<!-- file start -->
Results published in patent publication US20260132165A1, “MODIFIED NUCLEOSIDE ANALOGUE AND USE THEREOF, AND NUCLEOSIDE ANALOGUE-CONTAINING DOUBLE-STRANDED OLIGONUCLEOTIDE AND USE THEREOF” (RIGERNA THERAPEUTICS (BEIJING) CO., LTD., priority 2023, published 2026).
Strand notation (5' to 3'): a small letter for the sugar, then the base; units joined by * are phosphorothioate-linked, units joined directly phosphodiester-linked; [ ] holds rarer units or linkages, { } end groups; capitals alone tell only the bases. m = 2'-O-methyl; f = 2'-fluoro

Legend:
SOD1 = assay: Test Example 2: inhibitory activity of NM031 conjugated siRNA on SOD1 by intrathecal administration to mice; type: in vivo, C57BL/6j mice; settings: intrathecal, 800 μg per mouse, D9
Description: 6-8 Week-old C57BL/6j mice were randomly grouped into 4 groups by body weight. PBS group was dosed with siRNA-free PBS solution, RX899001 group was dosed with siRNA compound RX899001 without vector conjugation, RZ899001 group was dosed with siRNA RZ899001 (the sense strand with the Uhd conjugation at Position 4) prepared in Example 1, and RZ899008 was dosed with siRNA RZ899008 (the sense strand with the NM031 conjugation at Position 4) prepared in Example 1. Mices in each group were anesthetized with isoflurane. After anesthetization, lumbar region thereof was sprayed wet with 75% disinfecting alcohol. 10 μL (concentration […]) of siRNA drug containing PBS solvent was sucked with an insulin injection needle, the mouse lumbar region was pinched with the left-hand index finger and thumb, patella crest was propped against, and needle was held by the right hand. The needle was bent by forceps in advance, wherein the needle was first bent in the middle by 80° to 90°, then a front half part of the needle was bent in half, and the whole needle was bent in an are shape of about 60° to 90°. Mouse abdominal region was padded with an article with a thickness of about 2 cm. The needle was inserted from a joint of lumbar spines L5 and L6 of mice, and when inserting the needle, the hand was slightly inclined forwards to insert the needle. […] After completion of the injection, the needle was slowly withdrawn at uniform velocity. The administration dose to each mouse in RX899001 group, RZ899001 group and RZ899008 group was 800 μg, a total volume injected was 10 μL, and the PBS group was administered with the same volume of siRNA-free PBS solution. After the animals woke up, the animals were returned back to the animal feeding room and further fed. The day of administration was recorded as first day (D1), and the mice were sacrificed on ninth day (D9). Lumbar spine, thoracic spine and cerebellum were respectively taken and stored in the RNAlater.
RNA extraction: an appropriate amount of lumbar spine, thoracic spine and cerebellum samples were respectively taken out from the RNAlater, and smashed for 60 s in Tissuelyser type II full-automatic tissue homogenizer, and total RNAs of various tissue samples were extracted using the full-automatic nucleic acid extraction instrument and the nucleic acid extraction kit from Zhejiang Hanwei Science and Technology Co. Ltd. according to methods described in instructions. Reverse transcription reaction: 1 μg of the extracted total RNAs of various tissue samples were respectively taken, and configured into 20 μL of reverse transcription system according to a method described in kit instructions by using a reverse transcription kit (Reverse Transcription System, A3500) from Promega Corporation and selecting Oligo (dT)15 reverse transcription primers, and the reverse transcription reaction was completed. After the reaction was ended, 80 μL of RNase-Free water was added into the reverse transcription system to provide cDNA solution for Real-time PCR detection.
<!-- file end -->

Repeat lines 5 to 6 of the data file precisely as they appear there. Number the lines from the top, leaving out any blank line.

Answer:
Description: 6-8 Week-old C57BL/6j mice were randomly grouped into 4 groups by body weight. PBS group was dosed with siRNA-free PBS solution, RX899001 group was dosed with siRNA compound RX899001 without vector conjugation, RZ899001 group was dosed with siRNA RZ899001 (the sense strand with the Uhd conjugation at Position 4) prepared in Example 1, and RZ899008 was dosed with siRNA RZ899008 (the sense strand with the NM031 conjugation at Position 4) prepared in Example 1. Mices in each group were anesthetized with isoflurane. After anesthetization, lumbar region thereof was sprayed wet with 75% disinfecting alcohol. 10 μL (concentration […]) of siRNA drug containing PBS solvent was sucked with an insulin injection needle, the mouse lumbar region was pinched with the left-hand index finger and thumb, patella crest was propped against, and needle was held by the right hand. The needle was bent by forceps in advance, wherein the needle was first bent in the middle by 80° to 90°, then a front half part of the needle was bent in half, and the whole needle was bent in an are shape of about 60° to 90°. Mouse abdominal region was padded with an article with a thickness of about 2 cm. The needle was inserted from a joint of lumbar spines L5 and L6 of mice, and when inserting the needle, the hand was slightly inclined forwards to insert the needle. […] After completion of the injection, the needle was slowly withdrawn at uniform velocity. The administration dose to each mouse in RX899001 group, RZ899001 group and RZ899008 group was 800 μg, a total volume injected was 10 μL, and the PBS group was administered with the same volume of siRNA-free PBS solution. After the animals woke up, the animals were returned back to the animal feeding room and further fed. The day of administration was recorded as first day (D1), and the mice were sacrificed on ninth day (D9). Lumbar spine, thoracic spine and cerebellum were respectively taken and stored in the RNAlater.
RNA extraction: an appropriate amount of lumbar spine, thoracic spine and cerebellum samples were respectively taken out from the RNAlater, and smashed for 60 s in Tissuelyser type II full-automatic tissue homogenizer, and total RNAs of various tissue samples were extracted using the full-automatic nucleic acid extraction instrument and the nucleic acid extraction kit from Zhejiang Hanwei Science and Technology Co. Ltd. according to methods described in instructions. Reverse transcription reaction: 1 μg of the extracted total RNAs of various tissue samples were respectively taken, and configured into 20 μL of reverse transcription system according to a method described in kit instructions by using a reverse transcription kit (Reverse Transcription System, A3500) from Promega Corporation and selecting Oligo (dT)15 reverse transcription primers, and the reverse transcription reaction was completed. After the reaction was ended, 80 μL of RNase-Free water was added into the reverse transcription system to provide cDNA solution for Real-time PCR detection.